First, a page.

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  • Writer's pictureThe Publishing Post

Upskilling Tips For Interviews

By Amelia Bashford, Annabella Costantino, Misha Manani and Rowan Groat

You want to work in publishing and you’ve got an interview – now what? Including commonly asked questions, video interviews tips and online resources, here’s our best advice on how to prepare. But most of all, remember to be yourself, research as much as possible, smile and try not to overthink!

How To Prepare

Read the job description thoroughly: Use research from writing your CV, cover letter and application as well as company culture, mission statements, current and past catalogues, campaigns etc. – whatever is relevant to that specific job.

Familiarise yourself with your CV and cover letter: Read the application in relation to your CV. Sometimes interviewers will reference these and you don’t want to be unprepared.

Glassdoor: Check this out for other people’s interview experiences and example questions. Don’t be deterred if not all reviews are positive! Everyone’s experience will be different.

STAR technique: Prepare answers to competency-based questions using the STAR format (Situation, Task, Action, Result). Describe the circumstances, your actions and objectives. Also talk about your achievements, challenges and the outcome.

Assessments: Find out if any tasks or tests are involved and if these can be prepared for. This is quite common in publishing. An editorial team may ask you to proofread a piece of text and a production team could ask you to describe a book.

Always ask questions: Don’t forget to prepare up to five questions for the interviewers. This is your opportunity to clarify any uncertainties, discover more about the role and decide if the company is right for you. Some good questions are “What does success look like in this role?” or “What is your favourite book to have worked on?”

Common Questions

Questions will vary, adhering to the job requirements. There will likely be a mixture of introductory, competency-based and technical questions. Some will be skill-based. Others will present a situation and ask for your response.

Motivation: “What about this role interests you?”, “Why do you want to work for our company?” or “Why do you want to work in this industry?”

Communication: “Tell us about a time when your communication skills made a difference” or “How do you adapt your communication style for different situations?”

Time Management & Multi-Tasking: “This role involves a lot of multitasking. How do you manage your workload?”

IT & Admin: “How do you deal with learning new systems?” or “Give me an example of when your administrative abilities have been effective”

Teamwork: “Provide an example of a time you showed strong teamwork skills?” or “Why is teamwork important in this job?”

Leadership: “Tell me about a time you influenced the decision of a manager or senior member of a team. What was compelling about your suggestion?”

Video Interview Tips

During the pandemic, interviews have been conducted virtually. This may be a trend that will continue. We want to give you some tips to make video interviews less nerve-racking and increase your chances of success.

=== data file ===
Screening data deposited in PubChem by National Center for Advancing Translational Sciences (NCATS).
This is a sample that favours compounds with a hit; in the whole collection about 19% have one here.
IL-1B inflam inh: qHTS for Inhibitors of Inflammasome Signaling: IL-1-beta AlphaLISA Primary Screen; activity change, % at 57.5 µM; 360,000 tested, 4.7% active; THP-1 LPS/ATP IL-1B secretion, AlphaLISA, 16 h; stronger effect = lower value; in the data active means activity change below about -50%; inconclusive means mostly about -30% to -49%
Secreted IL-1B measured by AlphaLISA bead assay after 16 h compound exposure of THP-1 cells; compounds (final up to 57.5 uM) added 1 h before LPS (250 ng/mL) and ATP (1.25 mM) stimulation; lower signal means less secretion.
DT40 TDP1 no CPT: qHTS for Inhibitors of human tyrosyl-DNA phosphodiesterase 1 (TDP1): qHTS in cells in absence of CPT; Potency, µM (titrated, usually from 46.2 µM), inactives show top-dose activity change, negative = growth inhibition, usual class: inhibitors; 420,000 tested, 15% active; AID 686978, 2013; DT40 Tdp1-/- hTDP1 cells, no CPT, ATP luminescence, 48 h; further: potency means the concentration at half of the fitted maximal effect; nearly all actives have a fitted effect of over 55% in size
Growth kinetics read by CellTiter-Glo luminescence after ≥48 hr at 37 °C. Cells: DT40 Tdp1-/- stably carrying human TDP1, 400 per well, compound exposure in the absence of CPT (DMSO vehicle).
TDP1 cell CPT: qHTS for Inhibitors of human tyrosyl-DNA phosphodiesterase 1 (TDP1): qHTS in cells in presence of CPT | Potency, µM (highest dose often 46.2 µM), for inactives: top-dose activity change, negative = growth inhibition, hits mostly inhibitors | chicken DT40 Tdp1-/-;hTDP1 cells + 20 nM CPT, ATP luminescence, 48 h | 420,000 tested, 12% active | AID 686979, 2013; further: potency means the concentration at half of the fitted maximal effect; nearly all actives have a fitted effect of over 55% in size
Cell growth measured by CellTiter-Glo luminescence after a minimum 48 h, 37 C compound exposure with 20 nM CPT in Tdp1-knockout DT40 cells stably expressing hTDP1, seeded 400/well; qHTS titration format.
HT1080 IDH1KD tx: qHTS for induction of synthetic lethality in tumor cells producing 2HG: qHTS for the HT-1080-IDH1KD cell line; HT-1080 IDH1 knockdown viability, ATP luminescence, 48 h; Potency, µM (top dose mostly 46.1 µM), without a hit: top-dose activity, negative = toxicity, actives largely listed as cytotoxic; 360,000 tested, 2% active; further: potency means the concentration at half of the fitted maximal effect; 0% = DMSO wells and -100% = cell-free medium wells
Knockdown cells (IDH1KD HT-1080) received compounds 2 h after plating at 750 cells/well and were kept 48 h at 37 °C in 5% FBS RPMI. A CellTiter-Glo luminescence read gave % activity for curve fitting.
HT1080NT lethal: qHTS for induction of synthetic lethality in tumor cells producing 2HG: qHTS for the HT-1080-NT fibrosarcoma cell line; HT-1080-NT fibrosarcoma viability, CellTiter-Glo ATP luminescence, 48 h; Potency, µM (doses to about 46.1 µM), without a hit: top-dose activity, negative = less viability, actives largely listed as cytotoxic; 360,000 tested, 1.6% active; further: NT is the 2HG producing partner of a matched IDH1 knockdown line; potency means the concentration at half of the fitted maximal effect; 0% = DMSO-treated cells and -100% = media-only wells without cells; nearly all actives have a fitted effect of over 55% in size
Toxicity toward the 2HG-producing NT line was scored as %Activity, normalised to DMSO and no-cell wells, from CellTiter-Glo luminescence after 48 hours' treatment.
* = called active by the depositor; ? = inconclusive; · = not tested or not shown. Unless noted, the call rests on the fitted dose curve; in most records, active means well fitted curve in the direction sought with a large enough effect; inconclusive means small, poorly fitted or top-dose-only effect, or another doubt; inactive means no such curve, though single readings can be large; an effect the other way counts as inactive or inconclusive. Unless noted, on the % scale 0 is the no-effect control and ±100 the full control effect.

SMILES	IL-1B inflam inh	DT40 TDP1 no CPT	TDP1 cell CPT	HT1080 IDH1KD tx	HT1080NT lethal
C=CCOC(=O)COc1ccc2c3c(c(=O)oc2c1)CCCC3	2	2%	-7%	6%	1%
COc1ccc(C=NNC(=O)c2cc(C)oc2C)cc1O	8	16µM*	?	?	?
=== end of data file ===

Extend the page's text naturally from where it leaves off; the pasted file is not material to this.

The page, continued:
Write pre-prepared notes: Take advantage of being remote and have some notes (either typed or written) in view – this is useful if your mind goes blank! Have a pen and paper to hand to take note of questions asked, or useful information relating to the job.

Think about your setup: Ensure you are familiar with the platform that your interviewer will use. Check your microphone and camera are working and do a trial run beforehand. Keep your background tidy and professional. In case your internet fails, have more than one point of contact for your interviewer – this shows reliability!

Have a glass of water nearby: In-person interviewers might provide a glass of water. Nerves can be unsettling, but having water gives you a chance to think. Don’t do yourself a disservice by not having water nearby.

Make eye contact: Stick a post-it note beside your camera to serve as a reminder for you to look there when talking, rather than at the interviewer’s faces on screen. The importance of eye contact cannot be overstated.

Avoid common non-verbal mistakes: Some forms of body language can hinder your interview performance: bad posture, fidgeting, overdoing gestures and not smiling.

Online Resources

Creative Access: They have a wide selection of blogs on their website, including this blog post on how to ace an interview with book publishers.

Twitter: Check out @pubinterns for industry insights and advice. Their blog post remains relevant to publishing hopefuls in 2021.

Atwood Tate: As one of the leading publishing recruitment companies, they have provided some useful advice regarding interview preparation on their website.

Thanks for reading our Upskilling Tips for Interviews! Join us again for Issue 29 where we will be sharing application tips.


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2 comentários

Andy Moon
Andy Moon
08 de mar.

I have nothing against interviews and such work, but I can share my experience with you, one day I realized why I should work and write texts for someone who makes money from it, when I can try to create something of my own, in this way blogs have appeared like that do not take 8/5 of the time, but at the same time bring significantly more money than before, the risks are justified guys, try it, test, take risks.


31 de jan.

From my personal experience, I can suggest you to record your Teams meetings using this site where multiple Mac screen recordings are required. You can then pay close attention to your conversation and spot mistakes you shouldn't make on work video calls. I hope my advice helps you!

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